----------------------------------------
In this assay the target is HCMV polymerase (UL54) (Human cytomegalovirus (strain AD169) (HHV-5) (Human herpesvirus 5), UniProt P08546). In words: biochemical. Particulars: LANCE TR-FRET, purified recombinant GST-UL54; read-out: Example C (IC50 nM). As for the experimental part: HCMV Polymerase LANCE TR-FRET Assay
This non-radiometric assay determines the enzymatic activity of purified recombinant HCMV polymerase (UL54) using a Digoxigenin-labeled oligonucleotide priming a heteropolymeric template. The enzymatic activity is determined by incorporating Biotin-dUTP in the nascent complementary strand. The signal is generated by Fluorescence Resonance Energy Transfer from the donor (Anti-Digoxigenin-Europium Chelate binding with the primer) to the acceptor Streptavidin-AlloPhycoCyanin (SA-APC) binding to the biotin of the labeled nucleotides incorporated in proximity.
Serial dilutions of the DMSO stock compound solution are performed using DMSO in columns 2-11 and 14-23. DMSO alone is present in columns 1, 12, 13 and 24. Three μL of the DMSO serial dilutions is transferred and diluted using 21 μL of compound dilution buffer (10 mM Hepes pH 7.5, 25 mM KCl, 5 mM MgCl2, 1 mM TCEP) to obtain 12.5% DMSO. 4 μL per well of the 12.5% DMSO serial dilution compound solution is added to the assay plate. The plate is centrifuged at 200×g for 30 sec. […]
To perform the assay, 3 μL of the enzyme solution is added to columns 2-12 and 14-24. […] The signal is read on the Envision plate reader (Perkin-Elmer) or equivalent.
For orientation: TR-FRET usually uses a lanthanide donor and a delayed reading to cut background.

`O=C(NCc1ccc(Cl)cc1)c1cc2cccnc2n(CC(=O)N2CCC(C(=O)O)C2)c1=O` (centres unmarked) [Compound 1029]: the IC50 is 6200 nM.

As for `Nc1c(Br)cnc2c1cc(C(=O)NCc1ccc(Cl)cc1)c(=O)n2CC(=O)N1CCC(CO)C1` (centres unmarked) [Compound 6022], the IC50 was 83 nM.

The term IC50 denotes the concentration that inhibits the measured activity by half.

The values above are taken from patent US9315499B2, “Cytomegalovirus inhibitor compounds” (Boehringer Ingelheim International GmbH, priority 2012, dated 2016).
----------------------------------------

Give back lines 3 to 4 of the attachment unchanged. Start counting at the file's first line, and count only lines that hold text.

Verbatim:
Serial dilutions of the DMSO stock compound solution are performed using DMSO in columns 2-11 and 14-23. DMSO alone is present in columns 1, 12, 13 and 24. Three μL of the DMSO serial dilutions is transferred and diluted using 21 μL of compound dilution buffer (10 mM Hepes pH 7.5, 25 mM KCl, 5 mM MgCl2, 1 mM TCEP) to obtain 12.5% DMSO. 4 μL per well of the 12.5% DMSO serial dilution compound solution is added to the assay plate. The plate is centrifuged at 200×g for 30 sec. […]
To perform the assay, 3 μL of the enzyme solution is added to columns 2-12 and 14-24. […] The signal is read on the Envision plate reader (Perkin-Elmer) or equivalent.